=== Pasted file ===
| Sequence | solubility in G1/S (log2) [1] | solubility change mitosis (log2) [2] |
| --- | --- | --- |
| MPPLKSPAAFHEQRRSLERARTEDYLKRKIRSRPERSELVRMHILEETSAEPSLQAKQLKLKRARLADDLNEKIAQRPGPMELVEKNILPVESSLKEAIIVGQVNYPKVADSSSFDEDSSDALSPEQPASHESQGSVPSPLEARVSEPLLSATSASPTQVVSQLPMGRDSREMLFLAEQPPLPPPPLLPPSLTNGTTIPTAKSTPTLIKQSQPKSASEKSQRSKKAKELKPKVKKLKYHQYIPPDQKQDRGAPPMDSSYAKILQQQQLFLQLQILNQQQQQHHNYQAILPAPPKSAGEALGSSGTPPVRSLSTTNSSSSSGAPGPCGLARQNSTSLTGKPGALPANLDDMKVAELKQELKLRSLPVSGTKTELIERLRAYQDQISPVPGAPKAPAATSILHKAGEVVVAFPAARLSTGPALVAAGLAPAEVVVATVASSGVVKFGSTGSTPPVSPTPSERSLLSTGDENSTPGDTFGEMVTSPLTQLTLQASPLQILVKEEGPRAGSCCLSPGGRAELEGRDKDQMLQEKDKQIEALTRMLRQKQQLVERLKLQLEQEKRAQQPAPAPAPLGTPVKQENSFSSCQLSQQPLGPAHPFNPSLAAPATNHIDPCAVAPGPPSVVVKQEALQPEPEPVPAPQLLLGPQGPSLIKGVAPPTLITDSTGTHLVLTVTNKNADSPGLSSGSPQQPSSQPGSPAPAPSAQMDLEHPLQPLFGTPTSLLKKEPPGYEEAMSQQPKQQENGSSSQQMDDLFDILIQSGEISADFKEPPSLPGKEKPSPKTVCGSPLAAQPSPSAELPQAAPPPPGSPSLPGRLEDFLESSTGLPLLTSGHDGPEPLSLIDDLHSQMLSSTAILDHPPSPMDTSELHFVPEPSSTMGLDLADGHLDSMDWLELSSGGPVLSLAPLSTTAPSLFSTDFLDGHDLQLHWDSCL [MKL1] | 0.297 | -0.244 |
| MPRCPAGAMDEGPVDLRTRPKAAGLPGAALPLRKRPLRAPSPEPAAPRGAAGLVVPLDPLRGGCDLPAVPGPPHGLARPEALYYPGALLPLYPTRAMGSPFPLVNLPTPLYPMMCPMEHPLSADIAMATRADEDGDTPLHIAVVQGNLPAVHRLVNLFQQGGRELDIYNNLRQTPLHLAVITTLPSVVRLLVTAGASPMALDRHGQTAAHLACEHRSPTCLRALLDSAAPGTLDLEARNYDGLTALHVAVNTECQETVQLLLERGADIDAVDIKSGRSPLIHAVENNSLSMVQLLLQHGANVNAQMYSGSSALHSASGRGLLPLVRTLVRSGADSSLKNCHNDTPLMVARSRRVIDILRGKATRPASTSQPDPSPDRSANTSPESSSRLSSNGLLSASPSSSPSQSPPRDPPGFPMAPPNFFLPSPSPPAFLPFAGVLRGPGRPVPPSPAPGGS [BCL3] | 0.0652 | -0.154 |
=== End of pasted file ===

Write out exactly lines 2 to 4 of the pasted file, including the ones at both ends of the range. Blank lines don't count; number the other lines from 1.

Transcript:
| --- | --- | --- |
| MPPLKSPAAFHEQRRSLERARTEDYLKRKIRSRPERSELVRMHILEETSAEPSLQAKQLKLKRARLADDLNEKIAQRPGPMELVEKNILPVESSLKEAIIVGQVNYPKVADSSSFDEDSSDALSPEQPASHESQGSVPSPLEARVSEPLLSATSASPTQVVSQLPMGRDSREMLFLAEQPPLPPPPLLPPSLTNGTTIPTAKSTPTLIKQSQPKSASEKSQRSKKAKELKPKVKKLKYHQYIPPDQKQDRGAPPMDSSYAKILQQQQLFLQLQILNQQQQQHHNYQAILPAPPKSAGEALGSSGTPPVRSLSTTNSSSSSGAPGPCGLARQNSTSLTGKPGALPANLDDMKVAELKQELKLRSLPVSGTKTELIERLRAYQDQISPVPGAPKAPAATSILHKAGEVVVAFPAARLSTGPALVAAGLAPAEVVVATVASSGVVKFGSTGSTPPVSPTPSERSLLSTGDENSTPGDTFGEMVTSPLTQLTLQASPLQILVKEEGPRAGSCCLSPGGRAELEGRDKDQMLQEKDKQIEALTRMLRQKQQLVERLKLQLEQEKRAQQPAPAPAPLGTPVKQENSFSSCQLSQQPLGPAHPFNPSLAAPATNHIDPCAVAPGPPSVVVKQEALQPEPEPVPAPQLLLGPQGPSLIKGVAPPTLITDSTGTHLVLTVTNKNADSPGLSSGSPQQPSSQPGSPAPAPSAQMDLEHPLQPLFGTPTSLLKKEPPGYEEAMSQQPKQQENGSSSQQMDDLFDILIQSGEISADFKEPPSLPGKEKPSPKTVCGSPLAAQPSPSAELPQAAPPPPGSPSLPGRLEDFLESSTGLPLLTSGHDGPEPLSLIDDLHSQMLSSTAILDHPPSPMDTSELHFVPEPSSTMGLDLADGHLDSMDWLELSSGGPVLSLAPLSTTAPSLFSTDFLDGHDLQLHWDSCL [MKL1] | 0.297 | -0.244 |
| MPRCPAGAMDEGPVDLRTRPKAAGLPGAALPLRKRPLRAPSPEPAAPRGAAGLVVPLDPLRGGCDLPAVPGPPHGLARPEALYYPGALLPLYPTRAMGSPFPLVNLPTPLYPMMCPMEHPLSADIAMATRADEDGDTPLHIAVVQGNLPAVHRLVNLFQQGGRELDIYNNLRQTPLHLAVITTLPSVVRLLVTAGASPMALDRHGQTAAHLACEHRSPTCLRALLDSAAPGTLDLEARNYDGLTALHVAVNTECQETVQLLLERGADIDAVDIKSGRSPLIHAVENNSLSMVQLLLQHGANVNAQMYSGSSALHSASGRGLLPLVRTLVRSGADSSLKNCHNDTPLMVARSRRVIDILRGKATRPASTSQPDPSPDRSANTSPESSSRLSSNGLLSASPSSSPSQSPPRDPPGFPMAPPNFFLPSPSPPAFLPFAGVLRGPGRPVPPSPAPGGS [BCL3] | 0.0652 | -0.154 |